Thursday, May 29, 2014

In Character: Aaron Eckhart

To watch Aaron Eckhart is to watch charm. The man is a beacon of American charisma. But what makes him such a great actor is that he knows when to play into his charm and when to use it as a mask. His best work is a refreshing mix of natural magnetism and lethal back stabber. And no matter what facet of his persona he’s tapping into, I’m always compelled to follow him. Reel ‘em in and cut ‘em down, that’s the Aaron Eckhart way.

Five Essential Roles
Erin Brockovich (2000)
George
Movies have taught us that middle age redneck bikers are bad news. They’re dumb, mean, and/or evil, equipped with no positive motivations. And it is partly because of this cinematic stereotype that Eckhart’s role reversal as George is so effective. When Erin first meets him, she thinks what we all think: that George is a two-time loser with nothing good to offer. Instead, we learn that he’s kind, patient and understanding. It’s a grand performance that has never been given enough credit. George is also one of the few times Eckhart has drastically changed his appearance for a role. And I love that behind the scraggily hair, large shades and torn up clothes, the charm of Aaron Eckhart still manages to shine through.

Conversations with Other Women (2005)
Man
I recently discussed the wonders of Conversations with Other Women when I hailed it as a film that so perfectly uses the split-screen narrative device. The entire movie is split in two, with Aaron Eckhart and Helena Bonham Carter each taking up a frame throughout. As former lovers who reconnect at a wedding, the two engage in a night of witty, flirtatious banter, and end their evening with a moral dilemma of Should we or shouldn’t we? The fun of the film is choosing which screen to watch at any given time. It’s Carter’s perfectly indifferent attitude coupled with Eckhart’s aggressive romanticism. It’s impossible to fully watch both at the same time, but I guarantee you won’t want to take your eyes off either of them.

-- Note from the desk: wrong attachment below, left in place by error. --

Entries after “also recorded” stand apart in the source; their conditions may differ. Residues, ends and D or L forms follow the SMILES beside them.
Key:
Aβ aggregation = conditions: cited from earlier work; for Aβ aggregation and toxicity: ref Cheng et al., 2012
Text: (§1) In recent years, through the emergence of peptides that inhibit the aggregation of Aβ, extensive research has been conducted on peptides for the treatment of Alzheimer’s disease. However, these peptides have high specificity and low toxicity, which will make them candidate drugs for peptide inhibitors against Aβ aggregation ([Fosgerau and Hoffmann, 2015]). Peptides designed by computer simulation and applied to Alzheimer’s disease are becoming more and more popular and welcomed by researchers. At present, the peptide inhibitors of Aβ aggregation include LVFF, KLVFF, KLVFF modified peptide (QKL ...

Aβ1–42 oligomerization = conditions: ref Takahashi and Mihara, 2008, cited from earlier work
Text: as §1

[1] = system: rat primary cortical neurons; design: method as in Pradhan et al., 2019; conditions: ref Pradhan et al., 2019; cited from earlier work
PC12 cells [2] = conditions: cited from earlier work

Thank You for Smoking (2006)
Nick Naylor
There is no way in hell Thank You for Smoking would work without a charismatic lead. The entire film depends on the appeal of Nick Naylor. It’s a film in which a big tobacco lobbyist is the hero, and an anti-smoking senator from Vermont is the villain. It’s satire, sure, but satire only works if we believe the people selling it. Thankfully, we believe every single thing Eckhart slings in this film. His mantra of “If you argue correctly, you’re never wrong,” is something Eckhart hilariously owns as Nick. Eckhart had delivered a handful of damn strong performances before Thank You for Smoking, but this is the film that justly made him a star. I’m amazed at how effortlessly he was able to pull off this character. Playing Nick Naylor couldn’t have been easy, but damn if Eckhart’s relaxed grin doesn’t suggest otherwise.

The Dark Knight (2008)
Harvey Dent
It’s a tough role. As a hero, you’re outshined by Christian Bale’s bravado, and as a villain, you’re a far second to Heath Ledger’s lunacy. So, as Harvey Dent, it was very important for Aaron Eckhart to find that balance of being content with playing second, while still completely going for it. I pretty much love everything Eckhart does in The Dark Knight; from punching out a thug in the middle of court, to preaching the need for a real life hero at a restaurant table. And when Dent breaks bad, Eckhart delivers some of his most fiercely commanding work yet. In the film, Dent’s change from good to evil is a rather quick one, but Eckhart kills it with his intensity. Hell, he didn’t even need half of his face to burn off to convince the audience that he had fire.